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Copyright: USAF Photo - Cam Rahn Bay 1966
Copyright: Paul Minert
Date: September 1976 /Location: Unk.
This photo was taken at Diego Garcia in the early 80's.
The 8 th MAS engineer shown is Mark Dallas.
Info provide by Tom Harps, a former 8 th MAS Loadmaster.
Copyright: Chuck Farga
copyright: Frank Duarte Jr
Copyright: Not sure, but possibly Altus AFB paper
Source: Dion Hinksey
This incident in 65-0280 happened on 3 January 1983.
The highly experienced crew of an instructor pilot, an upgrading instructor pilot, and two engineers had planned an instructor upgrade training mission from Altus AFB, Oklahoma to Amarillo Airport, Texas.
Maintenance problems prior to takeoff delayed the mission departure, and necessitated the latter portion of the mission to be flown after nightfall. Near the end of the training mission, with the upgrading instructor instructing from the left seat, he briefed an Approach Flap touch-and-go followed by a departure back to Altus for a No-Flap full stop landing.
Turning on to final the crew lowered the flaps to "Approach", but an extraneous radio call from tower broke the crews' concentration and habit pattern. The upgrading instructor failed to direct landing gear extension and accomplishment of the "Before Landing Checklist".
Still distracted, none of the other crew members noticed the omission. Because of this omission, the "Landing Gear Warning Horn Cutout Switch" was not returned to the "Normal" position. If a normal approach had been planned using "Landing Flaps", the Landing Gear Warning Horn would have warned the crew of the retracted landing gear. This warning system was not available with Approach Flaps selected.
With no warning of retracted landing gear available, the crew completed a normal approach and flare. The aircraft settled smoothly on its belly. The crew was initially unaware anything unusual had happened, until notified by the tower that they were trailing a large number of sparks. Friction brought the aircraft to a stop and the crew evacuated successfully. Aircraft damage was limited to a 6"-8" strip along the belly and damage to the drain masts below #1 and #4 engines. The aircraft was repaired and returned to service.
This incident was one of several MAC gear-up incidents occurring within several months, and only shortly after Accroach Flap landings were approved for use by C-141 flight crews. The installation of GPWS has reduced the possibility of similar accidents. The GPWS Mode 4 provides a warning to the crew as they pass 500 feet on the radar altimeter.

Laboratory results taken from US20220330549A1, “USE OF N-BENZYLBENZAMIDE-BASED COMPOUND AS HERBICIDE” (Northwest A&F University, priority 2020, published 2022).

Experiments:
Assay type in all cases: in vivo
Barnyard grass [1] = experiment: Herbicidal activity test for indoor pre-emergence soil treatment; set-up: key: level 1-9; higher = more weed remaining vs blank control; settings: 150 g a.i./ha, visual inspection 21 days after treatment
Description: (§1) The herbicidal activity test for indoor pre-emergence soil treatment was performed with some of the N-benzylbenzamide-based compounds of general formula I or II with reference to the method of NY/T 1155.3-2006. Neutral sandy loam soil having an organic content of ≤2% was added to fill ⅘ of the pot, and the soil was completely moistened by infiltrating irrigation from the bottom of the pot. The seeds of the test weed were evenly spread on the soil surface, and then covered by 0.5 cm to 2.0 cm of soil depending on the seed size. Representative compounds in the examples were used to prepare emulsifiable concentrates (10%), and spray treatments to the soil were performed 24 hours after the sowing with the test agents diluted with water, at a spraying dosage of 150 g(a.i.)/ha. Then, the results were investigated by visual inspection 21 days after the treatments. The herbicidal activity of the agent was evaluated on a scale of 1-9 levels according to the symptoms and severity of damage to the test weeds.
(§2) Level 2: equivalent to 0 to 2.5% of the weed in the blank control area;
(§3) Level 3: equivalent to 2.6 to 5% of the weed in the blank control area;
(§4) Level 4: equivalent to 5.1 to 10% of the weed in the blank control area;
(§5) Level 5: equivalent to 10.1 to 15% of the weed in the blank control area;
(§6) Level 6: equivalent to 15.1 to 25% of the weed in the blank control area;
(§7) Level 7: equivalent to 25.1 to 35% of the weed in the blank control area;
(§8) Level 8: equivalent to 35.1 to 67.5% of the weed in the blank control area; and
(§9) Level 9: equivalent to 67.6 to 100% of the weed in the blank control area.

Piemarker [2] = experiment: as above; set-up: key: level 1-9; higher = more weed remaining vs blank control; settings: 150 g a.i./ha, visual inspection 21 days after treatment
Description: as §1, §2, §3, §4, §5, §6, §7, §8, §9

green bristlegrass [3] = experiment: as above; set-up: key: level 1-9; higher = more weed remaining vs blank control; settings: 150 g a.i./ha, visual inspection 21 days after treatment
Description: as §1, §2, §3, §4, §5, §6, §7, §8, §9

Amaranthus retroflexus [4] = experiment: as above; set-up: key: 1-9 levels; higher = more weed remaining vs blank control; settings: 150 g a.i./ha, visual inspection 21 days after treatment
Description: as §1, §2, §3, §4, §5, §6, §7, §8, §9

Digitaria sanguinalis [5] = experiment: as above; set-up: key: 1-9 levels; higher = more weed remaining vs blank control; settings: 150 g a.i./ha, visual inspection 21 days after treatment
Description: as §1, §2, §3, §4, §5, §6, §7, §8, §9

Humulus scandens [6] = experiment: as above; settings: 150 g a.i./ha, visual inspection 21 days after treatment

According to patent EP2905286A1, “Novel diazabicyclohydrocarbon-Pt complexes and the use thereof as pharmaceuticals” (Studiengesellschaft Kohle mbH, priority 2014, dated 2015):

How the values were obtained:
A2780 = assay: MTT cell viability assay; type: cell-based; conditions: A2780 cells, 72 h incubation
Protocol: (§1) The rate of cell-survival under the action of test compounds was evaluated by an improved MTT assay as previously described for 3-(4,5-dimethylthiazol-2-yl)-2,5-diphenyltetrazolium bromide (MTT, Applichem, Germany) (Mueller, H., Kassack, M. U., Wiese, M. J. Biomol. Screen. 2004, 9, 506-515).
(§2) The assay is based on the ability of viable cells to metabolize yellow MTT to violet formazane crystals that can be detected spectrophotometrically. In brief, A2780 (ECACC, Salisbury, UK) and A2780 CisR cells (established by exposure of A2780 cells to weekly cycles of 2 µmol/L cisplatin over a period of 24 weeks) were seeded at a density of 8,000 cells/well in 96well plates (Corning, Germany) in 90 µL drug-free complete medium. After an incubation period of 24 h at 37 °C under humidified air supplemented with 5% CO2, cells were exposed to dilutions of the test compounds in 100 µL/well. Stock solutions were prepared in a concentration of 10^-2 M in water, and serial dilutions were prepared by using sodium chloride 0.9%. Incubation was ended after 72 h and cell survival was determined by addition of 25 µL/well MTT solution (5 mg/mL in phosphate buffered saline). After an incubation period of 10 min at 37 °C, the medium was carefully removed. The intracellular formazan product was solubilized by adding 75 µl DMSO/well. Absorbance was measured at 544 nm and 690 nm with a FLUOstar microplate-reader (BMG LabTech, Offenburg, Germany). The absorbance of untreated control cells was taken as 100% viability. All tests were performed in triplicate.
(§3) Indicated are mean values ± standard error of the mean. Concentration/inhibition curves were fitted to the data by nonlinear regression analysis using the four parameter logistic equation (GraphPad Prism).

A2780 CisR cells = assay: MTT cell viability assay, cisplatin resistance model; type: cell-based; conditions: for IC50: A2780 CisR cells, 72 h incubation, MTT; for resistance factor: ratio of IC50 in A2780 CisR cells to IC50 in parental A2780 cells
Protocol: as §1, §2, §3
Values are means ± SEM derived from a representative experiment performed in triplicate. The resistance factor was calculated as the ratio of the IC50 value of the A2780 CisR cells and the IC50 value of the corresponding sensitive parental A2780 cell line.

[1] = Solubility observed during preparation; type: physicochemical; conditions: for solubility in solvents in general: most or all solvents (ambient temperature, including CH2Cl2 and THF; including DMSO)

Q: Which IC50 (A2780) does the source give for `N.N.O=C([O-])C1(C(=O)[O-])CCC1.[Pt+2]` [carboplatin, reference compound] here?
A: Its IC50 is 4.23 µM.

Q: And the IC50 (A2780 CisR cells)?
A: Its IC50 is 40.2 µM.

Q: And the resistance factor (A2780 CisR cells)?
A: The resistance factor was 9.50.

Information provided by Paul Hansen.
I have no idea if this is what happened in this case ..... but here's something
that happened to me and I'm sure many other pilots at one time or another. Just a
This 'trick' was played on me (and countless other victims) when I was at McChord. What they would usually do went something like this:
When you were in the pattern on downwind you'd start the before landing checklist but before you got to the 'gear down' part of it they'd simulate some other emergency, such as an engine overheat. When you pulled the throttle back past a certain point the horn would go off and they'd push the 'silence' button because you could not hear yourself think while that was blasting.
Then you'd finish the overheat problem checklist, and have already turned base or final...relieved to have solved that crisis .. fat, dumb and happy, and forget to resume the before landing checklist. In the mean time he's switched to some tower frequency you are not listening to and told them to shut up about their gear down check (they are supposed to tell you!)...
Next thing you know you are about 200 feet off the ground on final and he looks at you, shakes his head, smiles a big shit-eating grin and says "go around". Up go the throttles... and you call for "Gear Up" ... and he says... "No need for that, they're already up ... and oh by the way, you're busted!".
They TEACH them how to do this and they love to do it! Makes for lots of good IP/FEAC stories around the bar! Assholes!